The intersection of youth and crime drew a cross section of nearly 400 community leaders and concerned residents to a South Memphis church for assessments and thoughts about problem-solving ways forward.
A multi-purpose meeting space at New Salem Missionary Baptist Church was jammed with attendees drawn to a Memphis-Shelby County Crime Commission summit that featured experienced panelists and shared concerns about young people committing serious – often violent – crimes.
The Jan. 7 forum tackled such issues as the lack of services and resources in the Department of Children Services, the extremely high recidivism of young offenders, the strong connection between poverty and gun violence, teaching anger management to young people, addressing mental health and trauma, the rising number of armed carjackings, and exploring more effective alternatives to locking up young people.
“We must find ways to change the trajectory of our children’s lives,” said Memphis Police Department Chief Cerelyn “CJ” Davis, who, among things, reiterated her ongoing advocacy for a holistic approach.
“We have not tracked recidivism among juveniles with the same intentional focus as adult offenders, but I can tell you that we pick up the same juveniles two to three times a month. Memphis police engaged with more than 2,000 juvenile offenders in 2022.”
By the end of the summit, one thing was abundantly evident: there is a sense that the solution to effectively address juvenile crime is complex, multi-faceted and achievable only through a greater investment of time and resources in troubled youth.
Three other panelists – newly-elected Juvenile Court Judge Tarik Sugarmon, Memphis Allies Executive Director Susan Deason, and Tennessee Department of Children’s Services Deputy Commissioner Darren Goods – addressed various aspects of dealing with troubled youth.
Each spoke briefly from their areas of expertise and about the challenges that Memphis and Shelby County residents face dealing with young people who are committing serious crimes.
“Juvenile Court is not a law enforcement agency,” said Sugarmon. “While we are seeking to change the behavior of young people, we must also change language and the way we refer to them. They are not ‘juveniles’ and ‘delinquents.’ These are our children, our adolescents, our teens.”
He challenged attendees to take advantage of “important opportunities” to mentor and spend time with youngsters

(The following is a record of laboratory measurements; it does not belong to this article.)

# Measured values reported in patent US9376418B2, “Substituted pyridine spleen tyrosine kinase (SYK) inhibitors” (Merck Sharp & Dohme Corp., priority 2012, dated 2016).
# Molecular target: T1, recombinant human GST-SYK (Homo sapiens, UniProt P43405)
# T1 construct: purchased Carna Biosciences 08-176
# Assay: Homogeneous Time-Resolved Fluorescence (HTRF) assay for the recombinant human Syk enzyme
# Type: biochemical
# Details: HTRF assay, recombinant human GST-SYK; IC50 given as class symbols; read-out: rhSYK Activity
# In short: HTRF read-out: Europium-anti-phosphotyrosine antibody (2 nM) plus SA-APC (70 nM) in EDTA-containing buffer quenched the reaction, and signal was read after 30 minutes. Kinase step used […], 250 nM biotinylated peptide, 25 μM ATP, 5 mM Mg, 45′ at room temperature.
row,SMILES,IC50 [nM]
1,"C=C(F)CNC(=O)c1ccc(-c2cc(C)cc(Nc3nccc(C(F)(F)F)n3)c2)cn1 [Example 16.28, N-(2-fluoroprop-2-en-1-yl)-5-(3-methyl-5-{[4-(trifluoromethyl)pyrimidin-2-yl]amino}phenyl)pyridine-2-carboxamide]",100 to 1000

“Troubled young people need real connections with caring adults who are willing to work with them and guide them,” said Sugarmon. “Children who are not connected with the village just burn the whole thing down. Young offenders need volunteers and mentors who are willing to fill in the gaps left by lack of services and dysfunction in the home.”
Goods said DCS does not have the resources to provide adequate services to help children transition into young adulthood.
“Young people are automatically out of DCS custody when they turn 18,” said Goods. “DCS kids generally end up going back to the dysfunctional environment from which they were removed. So many need help beyond their 18th birthday.”
Sugarmon agreed with Goods’ way of thinking.
“I would appreciate a way to keep youth up to the age of 25,” he said. “They need to continue in the services and programs. They need interventions well past their 19th birthday.”
Sugarmon advocated more blended sentencing to help juveniles get back on the right track. Blended sentences allow young offenders to access both juvenile and adult services. In many cases, adult jail time can be avoided if the offender fully complies with the juvenile sentence.”
Deason touted the value of partnerships between private sector organizations and law enforcement.
“There is a tremendous staff shortage in the juvenile justice system across the state,” said Deason. “The private sector must forge an effective collaboration with law enforcement as an essential element to finding solutions to rising youth crime.”
She voiced an urgent need to “lift and give hope.”
“Our city is under siege. Our young people must learn new skills so they won’t return to the things that got them in trouble. Young people are not getting the services and interventions they need before they are re-arrested. We can change that narrative.”
Goods said DCS is working to better use the resources on hand. Presently, 102 young people are in custody around the state; 59 are in a maximum-security facility, and 56 are in treatment for addictions to sex, drugs, and alcohol, according to the DCS chief.
Many had quite a bit to say when the floor was opened for questions and public comment.
“There is a saying in the village: ‘Nothing about us without us,’” said the Rev. Norman R. Redwing, founder of the Afrikan Heritage & Culture Village of Memphis.
He urged those who work with young offenders to be governed by the African-village principle.
And said, Redwing, “Bring young people to the table when you talk about juvenile crime, so they can talk about their brokenness. They can talk about whatever issues are not being addressed for them.”